The closure of the humanitarian transition in North-West Syria is a threat to the lives of millions of people, said RIA Novosti on Monday the representative offices of international humanitarian organization “Doctors without borders” (MSF) in the middle East Ahmed Fadel.
In the framework of cross-border delivery of humanitarian aid to Syria previously used two border crossings on the border of Syria and Turkey – “Bab El-Hawa and Bab-es-Salam”. The mandate of this transmission has expired on Friday 10th of July. Later, the UN security Council adopted resolution Belgium and Germany, extending by one year the work of one checkpoint on the Syrian-Turkish border. Belgium and Germany originally insisted on keeping the two checkpoints, but in the final version agreed to the extension of only one checkpoint “Bab El-Hawa” – for one year (until July 10, 2021), as previously proposed by Russia. While Moscow is in favour of gradual collapsing of the mechanism of cross-border delivery of humanitarian aid, Syria and Russia claim that it should now be delivered via Damascus.
“Doctors without borders” do not participate in this cross-border mechanism, since we are not a partner of the UN, and our operations are conducted regardless of the resolution. At the same time closing one of the two crossings will provide increased pressure on the delivery of aid and have a negative impact on millions of people living in the region,” said Fadel.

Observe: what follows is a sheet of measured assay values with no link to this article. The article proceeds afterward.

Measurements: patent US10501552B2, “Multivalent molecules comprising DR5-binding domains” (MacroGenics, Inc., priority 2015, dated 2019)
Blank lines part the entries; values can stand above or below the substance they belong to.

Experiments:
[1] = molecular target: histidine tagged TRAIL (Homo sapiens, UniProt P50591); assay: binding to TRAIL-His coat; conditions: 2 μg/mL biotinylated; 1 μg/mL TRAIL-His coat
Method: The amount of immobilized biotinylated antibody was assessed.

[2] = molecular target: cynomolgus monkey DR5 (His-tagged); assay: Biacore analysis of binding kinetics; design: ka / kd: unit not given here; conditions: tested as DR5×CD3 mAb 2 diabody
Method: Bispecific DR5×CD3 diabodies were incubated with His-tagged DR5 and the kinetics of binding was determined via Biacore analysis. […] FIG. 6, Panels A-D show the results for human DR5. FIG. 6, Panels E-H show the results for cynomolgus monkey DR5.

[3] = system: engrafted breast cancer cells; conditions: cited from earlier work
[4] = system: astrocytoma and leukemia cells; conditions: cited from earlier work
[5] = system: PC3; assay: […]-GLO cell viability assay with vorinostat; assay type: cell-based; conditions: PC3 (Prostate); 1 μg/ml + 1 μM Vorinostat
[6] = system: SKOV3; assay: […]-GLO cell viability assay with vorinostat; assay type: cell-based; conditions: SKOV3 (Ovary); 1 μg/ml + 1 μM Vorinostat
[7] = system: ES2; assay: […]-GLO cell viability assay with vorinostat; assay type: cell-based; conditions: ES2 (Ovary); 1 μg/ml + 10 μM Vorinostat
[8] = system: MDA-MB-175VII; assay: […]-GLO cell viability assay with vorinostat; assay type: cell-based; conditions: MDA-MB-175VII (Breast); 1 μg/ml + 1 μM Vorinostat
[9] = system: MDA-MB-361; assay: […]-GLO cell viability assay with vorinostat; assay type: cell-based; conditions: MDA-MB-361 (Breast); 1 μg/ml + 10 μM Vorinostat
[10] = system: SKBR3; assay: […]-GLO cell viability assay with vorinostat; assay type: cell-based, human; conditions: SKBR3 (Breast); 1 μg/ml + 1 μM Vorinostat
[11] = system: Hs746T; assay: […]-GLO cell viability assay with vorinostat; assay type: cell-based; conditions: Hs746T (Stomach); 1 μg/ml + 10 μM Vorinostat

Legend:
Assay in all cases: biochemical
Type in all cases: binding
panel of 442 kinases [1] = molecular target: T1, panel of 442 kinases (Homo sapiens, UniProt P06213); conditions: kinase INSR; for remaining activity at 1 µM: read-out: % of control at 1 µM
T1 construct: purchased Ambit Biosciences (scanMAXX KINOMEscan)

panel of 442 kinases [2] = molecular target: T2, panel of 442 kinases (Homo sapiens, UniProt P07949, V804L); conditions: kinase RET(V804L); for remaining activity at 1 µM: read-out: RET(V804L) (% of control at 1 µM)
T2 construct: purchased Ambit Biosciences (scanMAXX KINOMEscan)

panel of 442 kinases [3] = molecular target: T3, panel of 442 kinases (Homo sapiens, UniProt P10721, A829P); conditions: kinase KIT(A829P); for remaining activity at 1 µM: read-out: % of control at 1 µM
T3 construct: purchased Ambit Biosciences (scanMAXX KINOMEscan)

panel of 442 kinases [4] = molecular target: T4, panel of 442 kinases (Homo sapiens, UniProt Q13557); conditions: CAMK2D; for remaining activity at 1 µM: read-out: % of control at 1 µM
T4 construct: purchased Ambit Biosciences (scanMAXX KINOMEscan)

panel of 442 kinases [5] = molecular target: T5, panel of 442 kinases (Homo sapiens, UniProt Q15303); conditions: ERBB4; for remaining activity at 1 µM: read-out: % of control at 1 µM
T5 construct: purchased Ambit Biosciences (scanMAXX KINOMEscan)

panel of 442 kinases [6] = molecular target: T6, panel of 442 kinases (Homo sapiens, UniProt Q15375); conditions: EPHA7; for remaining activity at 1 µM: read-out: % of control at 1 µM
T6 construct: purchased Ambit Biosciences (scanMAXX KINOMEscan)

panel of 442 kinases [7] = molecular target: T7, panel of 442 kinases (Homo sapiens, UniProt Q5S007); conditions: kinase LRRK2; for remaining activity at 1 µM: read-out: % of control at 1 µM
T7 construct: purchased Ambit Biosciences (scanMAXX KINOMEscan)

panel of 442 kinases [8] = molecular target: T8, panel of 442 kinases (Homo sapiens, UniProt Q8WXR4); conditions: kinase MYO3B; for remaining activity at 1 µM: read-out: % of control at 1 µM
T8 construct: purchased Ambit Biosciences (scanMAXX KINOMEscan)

Humanitarian organization believes that after the closure of one of the two cross-border crossings for the delivery of aid, the promotion of humanitarian access in Syria is essential for an adequate response to the ongoing crisis in health care in the country.
According to Fadhel, currently, the shortage of competent medical personnel is one of the main problems in the North-West of Syria, because the human resources in health care was very limited even before the pandemic coronavirus.
Due to the fact that the health sector is undermined by years of war and dire humanitarian situation on the ground in Syria is still very much needed human resources, since many doctors left the war-torn country, said Fadel.
“The fact that many cases COVID-19, confirmed in Idlib and the surrounding areas, are cases among the medical staff, only exacerbates the situation. With regard to personal protective equipment, ensuring supplies of protective equipment is a priority for medical staff. For example, we do not have enough in Idlib, so we come back to our call on reducing the supply constraints,” said Fadel.
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